Advocating for EML students

I just submitted my final Quarter 3 grades, and now Spring Break begins. What a relief to have no specific travel plans. I can finally recover from an ear infection and a bad case of bronchitis that I caught at school. Never in my 23 years of public school career have I missed so many days of instruction! It was quite a scramble to get caught up after seven days with different substitutes covering my classes. Now I can breathe free before carefully planning the home stretch.

This week I testified before the MCPS Board of Education, driving home the need for increased funding to support our English Multilingual Learners (EMLs), formerly known as ESOL students. The staffing allocations are frozen on January 1st, even though newcomers continue to arrive throughout the year. Teachers serving EML students are constantly working at a deficit.

At my school – which, by most standards, is a very good school – newcomers might be placed in a resource class, art, music, or double PE class because the mainstream classes have reached capacity. This may slow down or change their graduation trajectory. Students learning English need enough trained teachers who can meet their unique language needs.

While the English Language Development (ELD) teacher is not the only friendly face for our students, we are sometimes a lifeline for newcomer families who do not know how to navigate the American school system. The ELD teacher is often the only trusted adult they know.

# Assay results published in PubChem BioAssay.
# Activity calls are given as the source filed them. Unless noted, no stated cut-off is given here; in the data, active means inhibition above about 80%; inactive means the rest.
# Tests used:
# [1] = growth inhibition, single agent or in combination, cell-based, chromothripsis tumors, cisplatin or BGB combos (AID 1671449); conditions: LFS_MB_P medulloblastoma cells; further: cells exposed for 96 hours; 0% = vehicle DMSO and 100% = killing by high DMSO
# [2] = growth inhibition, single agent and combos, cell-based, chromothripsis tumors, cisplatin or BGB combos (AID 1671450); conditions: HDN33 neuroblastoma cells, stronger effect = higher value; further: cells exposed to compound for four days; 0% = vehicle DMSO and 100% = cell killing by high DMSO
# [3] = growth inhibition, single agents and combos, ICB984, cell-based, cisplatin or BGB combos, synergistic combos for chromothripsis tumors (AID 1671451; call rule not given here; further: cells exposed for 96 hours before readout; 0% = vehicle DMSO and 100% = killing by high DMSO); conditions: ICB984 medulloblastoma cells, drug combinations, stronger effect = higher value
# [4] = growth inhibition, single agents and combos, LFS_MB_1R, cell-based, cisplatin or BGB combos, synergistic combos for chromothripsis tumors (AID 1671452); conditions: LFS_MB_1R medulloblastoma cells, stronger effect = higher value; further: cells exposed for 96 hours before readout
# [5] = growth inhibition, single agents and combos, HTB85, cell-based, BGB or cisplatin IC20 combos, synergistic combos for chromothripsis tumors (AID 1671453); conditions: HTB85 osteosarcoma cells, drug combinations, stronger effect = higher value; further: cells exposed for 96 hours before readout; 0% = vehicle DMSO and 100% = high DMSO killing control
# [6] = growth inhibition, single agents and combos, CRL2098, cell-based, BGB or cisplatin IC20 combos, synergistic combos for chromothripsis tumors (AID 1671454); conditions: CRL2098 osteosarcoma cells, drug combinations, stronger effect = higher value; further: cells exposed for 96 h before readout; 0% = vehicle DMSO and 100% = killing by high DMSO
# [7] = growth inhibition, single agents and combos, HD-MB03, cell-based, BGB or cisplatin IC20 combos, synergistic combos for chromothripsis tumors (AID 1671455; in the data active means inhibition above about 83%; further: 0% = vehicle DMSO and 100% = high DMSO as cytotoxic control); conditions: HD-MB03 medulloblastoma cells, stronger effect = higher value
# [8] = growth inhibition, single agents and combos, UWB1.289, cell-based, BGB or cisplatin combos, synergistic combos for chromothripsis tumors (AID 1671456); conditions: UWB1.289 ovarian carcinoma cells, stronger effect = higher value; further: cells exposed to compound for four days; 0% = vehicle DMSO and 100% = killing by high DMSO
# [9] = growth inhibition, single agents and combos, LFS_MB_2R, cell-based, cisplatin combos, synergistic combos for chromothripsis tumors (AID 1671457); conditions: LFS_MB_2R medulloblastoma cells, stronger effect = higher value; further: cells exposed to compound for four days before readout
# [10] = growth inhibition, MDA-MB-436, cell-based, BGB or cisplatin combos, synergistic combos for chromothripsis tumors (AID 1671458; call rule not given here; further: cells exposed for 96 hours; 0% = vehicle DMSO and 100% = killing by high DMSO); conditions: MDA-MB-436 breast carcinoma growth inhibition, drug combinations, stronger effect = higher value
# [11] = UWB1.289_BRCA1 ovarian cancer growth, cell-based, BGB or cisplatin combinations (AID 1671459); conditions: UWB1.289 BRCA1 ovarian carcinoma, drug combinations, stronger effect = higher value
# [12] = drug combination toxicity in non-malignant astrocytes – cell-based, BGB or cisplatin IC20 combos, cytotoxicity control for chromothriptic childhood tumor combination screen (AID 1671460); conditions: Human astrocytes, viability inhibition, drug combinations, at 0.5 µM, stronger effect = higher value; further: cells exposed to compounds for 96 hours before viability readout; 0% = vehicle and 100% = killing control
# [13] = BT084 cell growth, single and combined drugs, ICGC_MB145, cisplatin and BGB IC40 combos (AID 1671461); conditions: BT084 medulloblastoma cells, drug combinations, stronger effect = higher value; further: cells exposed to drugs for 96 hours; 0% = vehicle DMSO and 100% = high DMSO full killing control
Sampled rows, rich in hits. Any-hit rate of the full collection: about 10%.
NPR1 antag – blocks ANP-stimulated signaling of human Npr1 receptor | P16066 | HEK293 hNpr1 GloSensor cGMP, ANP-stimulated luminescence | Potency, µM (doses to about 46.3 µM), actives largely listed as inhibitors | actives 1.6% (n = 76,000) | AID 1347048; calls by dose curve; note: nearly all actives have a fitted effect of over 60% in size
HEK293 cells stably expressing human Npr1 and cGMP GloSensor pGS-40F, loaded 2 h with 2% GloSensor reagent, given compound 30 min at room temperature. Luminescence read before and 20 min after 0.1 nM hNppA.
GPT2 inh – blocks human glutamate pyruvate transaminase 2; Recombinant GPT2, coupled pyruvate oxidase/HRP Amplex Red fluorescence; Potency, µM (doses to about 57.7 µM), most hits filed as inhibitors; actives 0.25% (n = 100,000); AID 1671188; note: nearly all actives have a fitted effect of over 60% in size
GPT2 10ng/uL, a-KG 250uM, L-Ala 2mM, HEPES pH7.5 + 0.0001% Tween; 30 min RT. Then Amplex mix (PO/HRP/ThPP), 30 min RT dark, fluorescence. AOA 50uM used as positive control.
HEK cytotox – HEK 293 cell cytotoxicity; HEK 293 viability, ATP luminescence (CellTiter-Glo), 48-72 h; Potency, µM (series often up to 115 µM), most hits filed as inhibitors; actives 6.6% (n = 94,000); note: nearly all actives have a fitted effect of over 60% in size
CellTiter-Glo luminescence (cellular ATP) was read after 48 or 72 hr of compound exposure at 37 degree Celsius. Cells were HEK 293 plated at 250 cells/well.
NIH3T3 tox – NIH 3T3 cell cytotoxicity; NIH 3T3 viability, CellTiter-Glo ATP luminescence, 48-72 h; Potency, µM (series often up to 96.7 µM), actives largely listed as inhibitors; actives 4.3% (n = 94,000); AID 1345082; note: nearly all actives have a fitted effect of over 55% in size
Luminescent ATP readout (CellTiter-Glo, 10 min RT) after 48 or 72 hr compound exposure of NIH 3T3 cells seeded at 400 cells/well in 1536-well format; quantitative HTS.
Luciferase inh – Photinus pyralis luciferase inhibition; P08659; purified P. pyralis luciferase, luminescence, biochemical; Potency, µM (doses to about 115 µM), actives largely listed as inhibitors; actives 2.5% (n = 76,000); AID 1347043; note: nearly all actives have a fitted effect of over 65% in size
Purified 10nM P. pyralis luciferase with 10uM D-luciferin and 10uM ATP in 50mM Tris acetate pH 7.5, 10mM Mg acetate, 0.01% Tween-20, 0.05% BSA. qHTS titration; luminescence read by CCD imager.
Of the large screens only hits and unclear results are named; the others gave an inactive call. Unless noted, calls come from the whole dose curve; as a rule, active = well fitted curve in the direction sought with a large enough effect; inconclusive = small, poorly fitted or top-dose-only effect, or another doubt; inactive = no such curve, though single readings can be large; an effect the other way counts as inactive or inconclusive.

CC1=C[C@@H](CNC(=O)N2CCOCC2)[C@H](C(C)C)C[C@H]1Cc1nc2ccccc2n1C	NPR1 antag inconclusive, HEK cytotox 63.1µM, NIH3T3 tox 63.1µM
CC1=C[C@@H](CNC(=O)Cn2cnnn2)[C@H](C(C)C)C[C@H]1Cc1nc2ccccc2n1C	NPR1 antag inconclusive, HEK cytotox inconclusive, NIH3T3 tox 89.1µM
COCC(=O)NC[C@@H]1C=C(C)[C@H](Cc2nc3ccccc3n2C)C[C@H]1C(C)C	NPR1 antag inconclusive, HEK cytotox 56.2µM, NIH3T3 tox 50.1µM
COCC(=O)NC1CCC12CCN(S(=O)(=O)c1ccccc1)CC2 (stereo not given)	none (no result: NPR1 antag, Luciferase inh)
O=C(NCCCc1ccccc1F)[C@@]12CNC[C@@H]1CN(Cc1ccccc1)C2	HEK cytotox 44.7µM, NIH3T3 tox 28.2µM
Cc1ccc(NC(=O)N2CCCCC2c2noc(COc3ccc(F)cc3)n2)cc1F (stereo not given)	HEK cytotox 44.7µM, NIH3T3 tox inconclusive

When our class sizes increase, students do not get the individualized attention they need. Teachers of EMLs routinely take on extra duties well after the last bell rings for dismissal. We act as counselor, spokesperson, interpreter, and advocate. But when we are stretched too thin, students suffer the consequences.

When teachers are too burned out to go the extra mile, students become disengaged in school. When the demands on ELD teachers are too great, the school system fails the neediest students in our county. Simply put: we need increased funding to pay for vital programs. ELD departments around MCPS need a reduced student-to-teacher staffing ratio.

The Board of Education will soon be voting on how MCPS programs will be funded. EMLs are the fastest-growing population in the district. They deserve teachers and programs that meet their needs.

I will keep using my teacher voice to speak out for them.

Excuse me, now, I’m going to enjoy some cherry blossoms 🌸🌸🌸